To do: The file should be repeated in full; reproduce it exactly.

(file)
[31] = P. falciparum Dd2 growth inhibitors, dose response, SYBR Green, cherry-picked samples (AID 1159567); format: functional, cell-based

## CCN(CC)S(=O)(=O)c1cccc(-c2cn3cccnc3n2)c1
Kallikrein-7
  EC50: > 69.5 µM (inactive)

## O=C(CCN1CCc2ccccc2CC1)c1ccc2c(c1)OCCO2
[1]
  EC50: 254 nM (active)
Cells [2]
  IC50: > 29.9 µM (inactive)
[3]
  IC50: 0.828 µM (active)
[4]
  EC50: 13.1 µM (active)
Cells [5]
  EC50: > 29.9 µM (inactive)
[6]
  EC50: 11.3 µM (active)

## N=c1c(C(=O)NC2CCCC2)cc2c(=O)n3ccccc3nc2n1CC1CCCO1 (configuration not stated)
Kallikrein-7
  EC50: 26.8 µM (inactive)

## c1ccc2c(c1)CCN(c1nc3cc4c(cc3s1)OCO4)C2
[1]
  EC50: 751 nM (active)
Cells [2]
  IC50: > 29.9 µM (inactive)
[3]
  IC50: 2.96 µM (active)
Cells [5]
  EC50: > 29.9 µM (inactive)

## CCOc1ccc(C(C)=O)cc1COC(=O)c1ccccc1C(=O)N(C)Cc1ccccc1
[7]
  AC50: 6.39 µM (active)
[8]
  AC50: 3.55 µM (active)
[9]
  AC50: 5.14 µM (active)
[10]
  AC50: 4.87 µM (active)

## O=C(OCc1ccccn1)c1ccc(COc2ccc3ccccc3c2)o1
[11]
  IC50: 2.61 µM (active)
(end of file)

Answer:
[31] = P. falciparum Dd2 growth inhibitors, dose response, SYBR Green, cherry-picked samples (AID 1159567); format: functional, cell-based

## CCN(CC)S(=O)(=O)c1cccc(-c2cn3cccnc3n2)c1
Kallikrein-7
  EC50: > 69.5 µM (inactive)

## O=C(CCN1CCc2ccccc2CC1)c1ccc2c(c1)OCCO2
[1]
  EC50: 254 nM (active)
Cells [2]
  IC50: > 29.9 µM (inactive)
[3]
  IC50: 0.828 µM (active)
[4]
  EC50: 13.1 µM (active)
Cells [5]
  EC50: > 29.9 µM (inactive)
[6]
  EC50: 11.3 µM (active)

## N=c1c(C(=O)NC2CCCC2)cc2c(=O)n3ccccc3nc2n1CC1CCCO1 (configuration not stated)
Kallikrein-7
  EC50: 26.8 µM (inactive)

## c1ccc2c(c1)CCN(c1nc3cc4c(cc3s1)OCO4)C2
[1]
  EC50: 751 nM (active)
Cells [2]
  IC50: > 29.9 µM (inactive)
[3]
  IC50: 2.96 µM (active)
Cells [5]
  EC50: > 29.9 µM (inactive)

## CCOc1ccc(C(C)=O)cc1COC(=O)c1ccccc1C(=O)N(C)Cc1ccccc1
[7]
  AC50: 6.39 µM (active)
[8]
  AC50: 3.55 µM (active)
[9]
  AC50: 5.14 µM (active)
[10]
  AC50: 4.87 µM (active)

## O=C(OCc1ccccn1)c1ccc(COc2ccc3ccccc3c2)o1
[11]
  IC50: 2.61 µM (active)